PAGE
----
Democrats Plot Debt Ceiling Fight And Government Shut Down To Thwart Trump Tax Cuts

After 8 years of bashing Republicans for using debt ceiling votes as leverage to try to force spending cuts, Democrats now seem intent upon doing pretty much the same thing, well, at least the 'using the debt ceiling as leverage' part.  In fact, after repeatedly calling for a 'clean' debt ceiling vote (i.e. one without attached conditions) House minority leader Nancy Pelosi recently hinted, in her typical incoherent manner no less, that Democrats may now be looking into using the debt ceiling vote as leverage to thwart Trump's forthcoming tax proposals.

"I don't have any intention of lifting the debt ceiling to enable the Republicans to give another tax break to the wealthy in our country.  To further exacerbate the challenge that is created when they have their trickle down economics."

 

"The president keeps saying 'the tax bill is moving through Congress,' it doesn't exist.  It doesn't exist.  So you understand the frustration.  It doesn't exist.  There is no tax bill moving through Congress."

 

As Bloomberg points out, Democrats have been the key to passing 'clean' debt ceiling increases in the past but hypocrisy is not a concept that is well understood in Washington D.C.

It’s unclear how this would work in practice, but Democratic aides in both chambers said they are discussing possible strategies to tie the debt ceiling to blocking tax cuts.

 

Such an approach would be a significant change for Democrats, who have spent the past eight years arguing that debt ceiling increases should be free from conditions, and could further complicate efforts to raise the government’s borrowing authority when the current limit is reached later this year.

 

Democrats have been willing in the past to provide Republicans enough support on “clean” debt-ceiling measures to help make up for the loss of votes among conservatives, mostly in the House, who refuse to support them without deep cuts to domestic programs. Democrats were key to helping resolve the 2011 fight over the debt limit, a protracted standoff that contributed to S&P Global Ratings’ decision to downgrade the U.S. to AA+ to AAA.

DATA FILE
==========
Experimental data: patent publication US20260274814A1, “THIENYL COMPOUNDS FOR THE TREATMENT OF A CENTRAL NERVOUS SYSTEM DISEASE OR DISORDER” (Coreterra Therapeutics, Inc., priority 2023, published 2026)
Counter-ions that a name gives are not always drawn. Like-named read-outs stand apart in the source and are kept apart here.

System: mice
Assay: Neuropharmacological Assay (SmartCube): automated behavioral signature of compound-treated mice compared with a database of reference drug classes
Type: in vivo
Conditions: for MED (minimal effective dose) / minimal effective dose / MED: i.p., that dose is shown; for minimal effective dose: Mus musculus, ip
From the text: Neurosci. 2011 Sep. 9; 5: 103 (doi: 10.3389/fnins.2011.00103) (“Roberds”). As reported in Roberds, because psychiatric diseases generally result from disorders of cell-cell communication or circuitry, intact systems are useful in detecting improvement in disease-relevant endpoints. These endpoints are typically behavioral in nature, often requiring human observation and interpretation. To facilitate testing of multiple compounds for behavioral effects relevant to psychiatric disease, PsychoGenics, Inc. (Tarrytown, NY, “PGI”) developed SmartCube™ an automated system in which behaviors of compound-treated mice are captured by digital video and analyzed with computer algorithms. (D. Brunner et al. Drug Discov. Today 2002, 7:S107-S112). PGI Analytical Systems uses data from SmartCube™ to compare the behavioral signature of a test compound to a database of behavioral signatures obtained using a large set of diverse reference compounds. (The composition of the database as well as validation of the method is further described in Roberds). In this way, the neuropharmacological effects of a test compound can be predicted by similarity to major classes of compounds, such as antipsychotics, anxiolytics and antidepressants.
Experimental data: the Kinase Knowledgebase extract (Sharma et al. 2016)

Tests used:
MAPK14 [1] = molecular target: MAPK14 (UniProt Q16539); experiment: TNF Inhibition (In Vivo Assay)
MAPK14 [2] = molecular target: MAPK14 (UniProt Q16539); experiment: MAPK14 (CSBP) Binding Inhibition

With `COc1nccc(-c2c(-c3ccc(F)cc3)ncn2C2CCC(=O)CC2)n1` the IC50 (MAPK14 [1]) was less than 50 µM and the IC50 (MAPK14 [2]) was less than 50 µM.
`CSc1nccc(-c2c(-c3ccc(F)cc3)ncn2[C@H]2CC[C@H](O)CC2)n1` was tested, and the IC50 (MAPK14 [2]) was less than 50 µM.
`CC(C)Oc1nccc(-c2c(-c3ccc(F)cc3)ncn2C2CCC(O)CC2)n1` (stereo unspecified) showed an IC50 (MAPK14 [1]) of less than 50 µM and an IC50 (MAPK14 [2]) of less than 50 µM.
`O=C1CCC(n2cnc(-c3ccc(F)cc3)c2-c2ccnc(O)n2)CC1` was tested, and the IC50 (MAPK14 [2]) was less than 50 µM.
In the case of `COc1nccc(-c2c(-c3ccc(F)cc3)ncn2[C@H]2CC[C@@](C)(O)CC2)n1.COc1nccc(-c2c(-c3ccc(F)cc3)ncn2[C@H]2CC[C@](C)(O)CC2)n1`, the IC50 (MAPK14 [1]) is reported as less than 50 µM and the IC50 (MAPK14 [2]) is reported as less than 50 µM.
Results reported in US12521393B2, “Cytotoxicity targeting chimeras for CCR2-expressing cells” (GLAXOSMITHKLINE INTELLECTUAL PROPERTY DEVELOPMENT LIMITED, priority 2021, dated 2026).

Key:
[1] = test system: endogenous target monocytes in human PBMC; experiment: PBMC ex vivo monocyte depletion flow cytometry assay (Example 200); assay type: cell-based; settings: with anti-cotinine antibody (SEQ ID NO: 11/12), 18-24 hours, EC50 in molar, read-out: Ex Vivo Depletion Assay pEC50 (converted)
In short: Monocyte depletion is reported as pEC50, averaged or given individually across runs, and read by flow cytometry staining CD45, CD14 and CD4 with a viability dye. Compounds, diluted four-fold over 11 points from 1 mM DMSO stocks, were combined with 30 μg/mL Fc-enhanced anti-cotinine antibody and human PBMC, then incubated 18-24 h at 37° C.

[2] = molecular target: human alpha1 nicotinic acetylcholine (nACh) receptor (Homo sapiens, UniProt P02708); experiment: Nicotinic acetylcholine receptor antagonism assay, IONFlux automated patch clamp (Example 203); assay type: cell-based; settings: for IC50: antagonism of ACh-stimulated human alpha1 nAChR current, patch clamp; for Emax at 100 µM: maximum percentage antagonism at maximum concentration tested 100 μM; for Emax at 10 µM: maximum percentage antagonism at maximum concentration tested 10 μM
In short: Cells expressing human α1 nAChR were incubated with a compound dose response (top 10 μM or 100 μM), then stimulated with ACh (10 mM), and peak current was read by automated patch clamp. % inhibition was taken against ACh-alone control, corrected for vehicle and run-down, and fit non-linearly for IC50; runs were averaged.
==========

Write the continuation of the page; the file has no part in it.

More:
Ironically, efforts to use the debt ceiling as leverage could, presumably for the first time ever, partially align the interests of Democrats with the most conservative voices in Congress, many of whom would have no problem shutting down the federal government for a while.  After being singled out and blamed for the last government shutdown in 2013, the House Freedom Caucus undoubtedly welcomes Pelosi's sudden support.

Already, members of the House Freedom Caucus have said they will push for spending cuts in this year’s debt-ceiling debate in exchange for their support. On Friday, President Donald Trump’s chief economic adviser, Gary Cohn, said the White House would consider spending cuts or policy changes favored by Republicans in order to avert an unprecedented default. That appears to align him with White House budget director Mick Mulvaney, but against Treasury Secretary Steve Mnuchin, who has called on Congress to pass a “clean” debt-ceiling hike.

 

“Treasury secretary would love to do a clean debt ceiling -- I get that. But if we need to get things attached to get it through, we’ll attach things,” Cohn said on CNBC.

 

Several conservative groups met at the White House last week to discuss a strategy. Ideas they discussed included caps on mandatory programs such as Social Security and Medicare, extending automatic across-the-board spending cuts and matching any debt-limit increase with spending cuts, according to two participants in the meeting.

 

Republicans in both chambers are seeking to draft and approve a tax-cut package this year that would lower individual and corporate tax rates, although no proposal has been circulated yet. Several leaders, including Senate Majority Leader Mitch McConnell, have said they want any tax overhaul to be revenue-neutral. But Trump has repeatedly promised large cuts.

So, by all means, fight on Nancy...for one time in your multi-decade political career you may actually slip up and save taxpayers some money.